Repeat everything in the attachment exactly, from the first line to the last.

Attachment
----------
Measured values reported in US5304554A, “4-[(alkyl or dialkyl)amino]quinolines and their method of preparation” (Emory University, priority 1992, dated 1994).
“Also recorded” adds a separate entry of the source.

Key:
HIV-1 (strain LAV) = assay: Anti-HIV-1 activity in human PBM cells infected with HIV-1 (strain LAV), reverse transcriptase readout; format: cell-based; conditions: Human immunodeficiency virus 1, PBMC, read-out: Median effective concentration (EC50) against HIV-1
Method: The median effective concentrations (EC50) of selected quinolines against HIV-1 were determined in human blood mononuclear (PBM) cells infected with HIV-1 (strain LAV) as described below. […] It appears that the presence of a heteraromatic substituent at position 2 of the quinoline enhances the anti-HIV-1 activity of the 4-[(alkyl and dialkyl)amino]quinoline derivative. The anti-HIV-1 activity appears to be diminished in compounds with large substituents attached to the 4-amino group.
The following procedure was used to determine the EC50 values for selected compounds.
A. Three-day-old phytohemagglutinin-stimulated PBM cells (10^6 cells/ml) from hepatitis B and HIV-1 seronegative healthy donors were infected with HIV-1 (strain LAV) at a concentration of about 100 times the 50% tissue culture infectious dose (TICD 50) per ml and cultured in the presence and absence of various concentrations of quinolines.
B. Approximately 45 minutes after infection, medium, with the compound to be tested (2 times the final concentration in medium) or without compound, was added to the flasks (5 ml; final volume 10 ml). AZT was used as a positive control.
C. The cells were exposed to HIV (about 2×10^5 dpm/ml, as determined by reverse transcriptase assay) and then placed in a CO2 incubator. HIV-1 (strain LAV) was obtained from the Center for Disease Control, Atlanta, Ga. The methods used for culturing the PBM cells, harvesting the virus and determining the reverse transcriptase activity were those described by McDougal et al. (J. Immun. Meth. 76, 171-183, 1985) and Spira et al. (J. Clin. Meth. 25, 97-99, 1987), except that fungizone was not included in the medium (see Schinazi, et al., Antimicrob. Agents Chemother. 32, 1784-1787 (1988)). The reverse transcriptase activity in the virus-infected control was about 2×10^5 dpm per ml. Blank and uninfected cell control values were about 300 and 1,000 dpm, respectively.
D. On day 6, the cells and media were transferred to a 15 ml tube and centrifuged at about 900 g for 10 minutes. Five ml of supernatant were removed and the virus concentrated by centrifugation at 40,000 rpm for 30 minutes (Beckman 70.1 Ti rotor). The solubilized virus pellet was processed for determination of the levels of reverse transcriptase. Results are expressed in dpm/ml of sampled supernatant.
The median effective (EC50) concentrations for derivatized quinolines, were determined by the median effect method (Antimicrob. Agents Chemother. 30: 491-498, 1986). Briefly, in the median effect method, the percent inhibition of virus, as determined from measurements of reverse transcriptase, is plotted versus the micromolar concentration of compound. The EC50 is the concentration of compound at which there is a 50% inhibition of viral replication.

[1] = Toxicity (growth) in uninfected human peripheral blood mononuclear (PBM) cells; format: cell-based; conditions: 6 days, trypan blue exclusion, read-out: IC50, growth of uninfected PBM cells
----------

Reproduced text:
Measured values reported in US5304554A, “4-[(alkyl or dialkyl)amino]quinolines and their method of preparation” (Emory University, priority 1992, dated 1994).
“Also recorded” adds a separate entry of the source.

Key:
HIV-1 (strain LAV) = assay: Anti-HIV-1 activity in human PBM cells infected with HIV-1 (strain LAV), reverse transcriptase readout; format: cell-based; conditions: Human immunodeficiency virus 1, PBMC, read-out: Median effective concentration (EC50) against HIV-1
Method: The median effective concentrations (EC50) of selected quinolines against HIV-1 were determined in human blood mononuclear (PBM) cells infected with HIV-1 (strain LAV) as described below. […] It appears that the presence of a heteraromatic substituent at position 2 of the quinoline enhances the anti-HIV-1 activity of the 4-[(alkyl and dialkyl)amino]quinoline derivative. The anti-HIV-1 activity appears to be diminished in compounds with large substituents attached to the 4-amino group.
The following procedure was used to determine the EC50 values for selected compounds.
A. Three-day-old phytohemagglutinin-stimulated PBM cells (10^6 cells/ml) from hepatitis B and HIV-1 seronegative healthy donors were infected with HIV-1 (strain LAV) at a concentration of about 100 times the 50% tissue culture infectious dose (TICD 50) per ml and cultured in the presence and absence of various concentrations of quinolines.
B. Approximately 45 minutes after infection, medium, with the compound to be tested (2 times the final concentration in medium) or without compound, was added to the flasks (5 ml; final volume 10 ml). AZT was used as a positive control.
C. The cells were exposed to HIV (about 2×10^5 dpm/ml, as determined by reverse transcriptase assay) and then placed in a CO2 incubator. HIV-1 (strain LAV) was obtained from the Center for Disease Control, Atlanta, Ga. The methods used for culturing the PBM cells, harvesting the virus and determining the reverse transcriptase activity were those described by McDougal et al. (J. Immun. Meth. 76, 171-183, 1985) and Spira et al. (J. Clin. Meth. 25, 97-99, 1987), except that fungizone was not included in the medium (see Schinazi, et al., Antimicrob. Agents Chemother. 32, 1784-1787 (1988)). The reverse transcriptase activity in the virus-infected control was about 2×10^5 dpm per ml. Blank and uninfected cell control values were about 300 and 1,000 dpm, respectively.
D. On day 6, the cells and media were transferred to a 15 ml tube and centrifuged at about 900 g for 10 minutes. Five ml of supernatant were removed and the virus concentrated by centrifugation at 40,000 rpm for 30 minutes (Beckman 70.1 Ti rotor). The solubilized virus pellet was processed for determination of the levels of reverse transcriptase. Results are expressed in dpm/ml of sampled supernatant.
The median effective (EC50) concentrations for derivatized quinolines, were determined by the median effect method (Antimicrob. Agents Chemother. 30: 491-498, 1986). Briefly, in the median effect method, the percent inhibition of virus, as determined from measurements of reverse transcriptase, is plotted versus the micromolar concentration of compound. The EC50 is the concentration of compound at which there is a 50% inhibition of viral replication.

[1] = Toxicity (growth) in uninfected human peripheral blood mononuclear (PBM) cells; format: cell-based; conditions: 6 days, trypan blue exclusion, read-out: IC50, growth of uninfected PBM cells